New-born survives heart surgery following evacuation from war-torn Yemen.

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Diagnosed at birth with a potentially fatal congenital heart disease, the odds seemed to be against new-born Yemeni baby Abdullah Jaber*, with no surgeons capable of performing the surgery he needed in war-torn Yemen.

By Allianz Worldwide Care | August 03, 2016

Allianz Care - Diagnosed at birth with a potentially fatal congenital heart disease, the odds seemed to be against new-born Yemeni baby Abdullah Jaber*, with no surgeons capable of performing the surgery he needed in war-torn Yemen.

Immediately, the family’s international health insurance kicked in, and we began coordinating an evacuation. Allianz Worldwide Care, mobilised a team, which began coordinating with the family, government stakeholders, logistics providers and healthcare facilities to get Abdullah the treatment he needed.

Dr Ulrike Sucher, Medical Director of Allianz Worldwide Care, said: “We had an emergency medical paediatric diagnosis, as Abdullah’s condition was causing his aorta to narrow. With no surgeons in Yemen trained in the expertise required to perform the surgery, we were under extreme time pressure to transport the baby to a hospital where the surgery could be performed.”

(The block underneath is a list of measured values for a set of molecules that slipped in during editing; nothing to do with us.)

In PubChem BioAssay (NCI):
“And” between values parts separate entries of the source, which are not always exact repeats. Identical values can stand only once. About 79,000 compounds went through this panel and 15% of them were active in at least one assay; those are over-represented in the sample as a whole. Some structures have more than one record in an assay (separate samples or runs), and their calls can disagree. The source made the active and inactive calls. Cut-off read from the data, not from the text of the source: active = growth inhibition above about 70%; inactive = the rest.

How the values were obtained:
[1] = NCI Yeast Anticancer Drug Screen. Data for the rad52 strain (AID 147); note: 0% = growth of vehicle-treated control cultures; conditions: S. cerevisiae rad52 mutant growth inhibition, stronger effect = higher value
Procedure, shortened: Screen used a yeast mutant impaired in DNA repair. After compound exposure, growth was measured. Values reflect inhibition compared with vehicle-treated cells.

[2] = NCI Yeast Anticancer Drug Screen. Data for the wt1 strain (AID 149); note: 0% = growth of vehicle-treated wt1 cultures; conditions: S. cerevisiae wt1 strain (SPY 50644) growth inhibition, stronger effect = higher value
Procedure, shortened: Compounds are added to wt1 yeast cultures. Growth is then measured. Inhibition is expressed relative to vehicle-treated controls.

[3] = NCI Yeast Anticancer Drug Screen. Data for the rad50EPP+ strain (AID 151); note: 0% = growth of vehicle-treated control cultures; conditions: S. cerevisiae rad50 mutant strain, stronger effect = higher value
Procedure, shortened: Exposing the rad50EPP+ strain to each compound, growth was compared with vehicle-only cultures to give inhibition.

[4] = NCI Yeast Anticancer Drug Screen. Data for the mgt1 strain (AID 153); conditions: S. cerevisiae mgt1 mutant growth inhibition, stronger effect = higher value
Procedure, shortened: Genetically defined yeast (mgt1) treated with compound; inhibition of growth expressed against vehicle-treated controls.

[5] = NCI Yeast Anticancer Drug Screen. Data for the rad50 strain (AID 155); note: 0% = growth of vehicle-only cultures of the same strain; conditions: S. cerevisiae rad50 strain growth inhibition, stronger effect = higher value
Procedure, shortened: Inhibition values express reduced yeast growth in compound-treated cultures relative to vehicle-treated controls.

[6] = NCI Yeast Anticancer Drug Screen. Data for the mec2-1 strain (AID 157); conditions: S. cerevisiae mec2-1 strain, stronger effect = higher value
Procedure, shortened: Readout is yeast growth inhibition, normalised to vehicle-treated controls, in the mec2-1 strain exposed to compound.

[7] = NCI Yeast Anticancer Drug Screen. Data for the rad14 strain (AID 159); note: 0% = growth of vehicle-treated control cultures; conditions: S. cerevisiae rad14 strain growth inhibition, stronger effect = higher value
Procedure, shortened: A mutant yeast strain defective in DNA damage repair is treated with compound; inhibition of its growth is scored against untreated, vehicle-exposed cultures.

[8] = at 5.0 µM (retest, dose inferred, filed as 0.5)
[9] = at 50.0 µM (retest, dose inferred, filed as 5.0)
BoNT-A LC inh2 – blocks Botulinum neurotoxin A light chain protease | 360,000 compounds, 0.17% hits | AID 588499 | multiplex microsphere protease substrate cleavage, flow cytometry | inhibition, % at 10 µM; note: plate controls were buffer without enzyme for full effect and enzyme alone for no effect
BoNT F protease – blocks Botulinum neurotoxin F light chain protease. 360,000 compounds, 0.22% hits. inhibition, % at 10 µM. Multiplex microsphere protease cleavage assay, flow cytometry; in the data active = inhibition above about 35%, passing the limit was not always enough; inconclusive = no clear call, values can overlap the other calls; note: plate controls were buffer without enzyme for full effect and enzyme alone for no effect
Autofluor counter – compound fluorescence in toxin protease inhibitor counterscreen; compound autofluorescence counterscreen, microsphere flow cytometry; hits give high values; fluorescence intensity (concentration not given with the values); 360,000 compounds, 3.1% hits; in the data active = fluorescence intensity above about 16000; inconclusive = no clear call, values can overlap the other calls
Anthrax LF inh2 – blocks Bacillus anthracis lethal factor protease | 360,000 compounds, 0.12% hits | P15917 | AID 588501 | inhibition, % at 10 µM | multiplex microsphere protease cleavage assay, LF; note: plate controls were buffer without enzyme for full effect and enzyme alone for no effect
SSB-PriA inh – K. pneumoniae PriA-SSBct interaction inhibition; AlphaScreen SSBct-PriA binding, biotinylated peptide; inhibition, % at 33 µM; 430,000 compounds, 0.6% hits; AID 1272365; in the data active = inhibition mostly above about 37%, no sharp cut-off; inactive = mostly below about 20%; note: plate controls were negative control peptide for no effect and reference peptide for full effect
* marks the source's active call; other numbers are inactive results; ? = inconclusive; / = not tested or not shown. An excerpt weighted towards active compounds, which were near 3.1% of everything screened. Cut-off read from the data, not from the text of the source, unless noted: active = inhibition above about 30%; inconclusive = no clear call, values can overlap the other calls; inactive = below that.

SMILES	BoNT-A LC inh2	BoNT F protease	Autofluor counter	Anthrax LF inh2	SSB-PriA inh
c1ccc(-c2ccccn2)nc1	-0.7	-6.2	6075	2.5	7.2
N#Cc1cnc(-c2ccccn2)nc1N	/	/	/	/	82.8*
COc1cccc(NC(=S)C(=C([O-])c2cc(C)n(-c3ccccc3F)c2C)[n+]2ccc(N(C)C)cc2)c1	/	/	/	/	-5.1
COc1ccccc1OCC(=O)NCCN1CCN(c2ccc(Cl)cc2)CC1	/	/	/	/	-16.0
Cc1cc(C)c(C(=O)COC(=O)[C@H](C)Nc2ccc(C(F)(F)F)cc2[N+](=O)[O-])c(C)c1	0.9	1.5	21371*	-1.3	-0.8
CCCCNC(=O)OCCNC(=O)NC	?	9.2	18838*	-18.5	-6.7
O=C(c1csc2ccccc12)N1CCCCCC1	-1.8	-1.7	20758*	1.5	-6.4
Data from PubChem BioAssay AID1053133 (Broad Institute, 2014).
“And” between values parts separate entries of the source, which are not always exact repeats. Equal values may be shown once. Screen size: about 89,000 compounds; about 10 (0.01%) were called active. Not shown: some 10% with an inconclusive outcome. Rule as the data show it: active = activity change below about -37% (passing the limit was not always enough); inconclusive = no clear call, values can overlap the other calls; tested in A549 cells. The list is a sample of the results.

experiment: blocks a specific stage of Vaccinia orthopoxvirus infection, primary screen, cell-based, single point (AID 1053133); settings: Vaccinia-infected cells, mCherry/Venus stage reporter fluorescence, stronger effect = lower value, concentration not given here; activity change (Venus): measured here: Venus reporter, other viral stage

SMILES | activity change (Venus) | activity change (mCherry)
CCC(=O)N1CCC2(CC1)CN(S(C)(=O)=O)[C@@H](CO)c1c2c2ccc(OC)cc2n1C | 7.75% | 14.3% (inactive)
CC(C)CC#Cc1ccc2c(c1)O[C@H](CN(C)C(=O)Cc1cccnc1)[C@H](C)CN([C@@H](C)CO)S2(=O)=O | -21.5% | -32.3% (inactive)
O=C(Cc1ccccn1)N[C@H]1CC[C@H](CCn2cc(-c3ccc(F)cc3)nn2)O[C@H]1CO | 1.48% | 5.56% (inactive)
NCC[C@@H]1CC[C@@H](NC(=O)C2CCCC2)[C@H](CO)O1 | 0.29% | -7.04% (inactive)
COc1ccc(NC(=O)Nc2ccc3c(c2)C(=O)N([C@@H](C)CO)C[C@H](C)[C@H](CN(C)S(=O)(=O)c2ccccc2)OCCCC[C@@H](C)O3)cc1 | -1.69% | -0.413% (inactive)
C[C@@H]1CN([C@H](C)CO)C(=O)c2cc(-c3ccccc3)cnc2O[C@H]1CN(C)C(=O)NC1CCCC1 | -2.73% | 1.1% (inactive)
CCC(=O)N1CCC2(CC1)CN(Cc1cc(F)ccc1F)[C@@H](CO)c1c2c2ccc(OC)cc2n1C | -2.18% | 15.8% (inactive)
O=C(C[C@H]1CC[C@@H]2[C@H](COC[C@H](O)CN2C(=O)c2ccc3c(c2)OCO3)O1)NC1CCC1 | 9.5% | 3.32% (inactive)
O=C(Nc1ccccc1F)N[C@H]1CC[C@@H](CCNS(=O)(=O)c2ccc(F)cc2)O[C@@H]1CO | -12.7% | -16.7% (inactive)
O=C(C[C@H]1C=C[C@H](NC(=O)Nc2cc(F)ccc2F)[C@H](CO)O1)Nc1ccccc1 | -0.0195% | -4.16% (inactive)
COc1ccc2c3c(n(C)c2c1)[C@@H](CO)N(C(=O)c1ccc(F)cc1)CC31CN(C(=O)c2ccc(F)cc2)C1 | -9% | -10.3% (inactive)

The war raging in Yemen threatened to delay the situation, as many countries no longer have embassies operating there, which made getting a travel visa for the new-born almost impossible. The nearest country that would accept Abdullah’s case without a visa was South Africa, almost 6,000km away. Yemen’s borders and airspace are currently controlled by Saudi Arabia, which added to the logistical difficulties of organising the evacuation.

Once the evacuation team had overcome these obstacles, Abdullah and his mother were evacuated with the support of a specialist paediatric intensive care team in a Hawker 800 air ambulance, equipped as a mobile intensive care unit. After a fuel stop in Ethiopia on route, Abdullah arrived in Lanseria International Airport, South Africa, and was transported to the Netcare Sunninghill Hospital.

Dr Ulrike said: “Abdullah had his surgery on 12 February and it was successful. He spent more than two weeks recovering in hospital, and is recuperating well in Doha, Qatar, where his family are now living. There is nothing more rewarding than saving a baby’s life and we are delighted that Abdullah is safe and making a strong recovery.”

*Name changed to protect the privacy of the infant.


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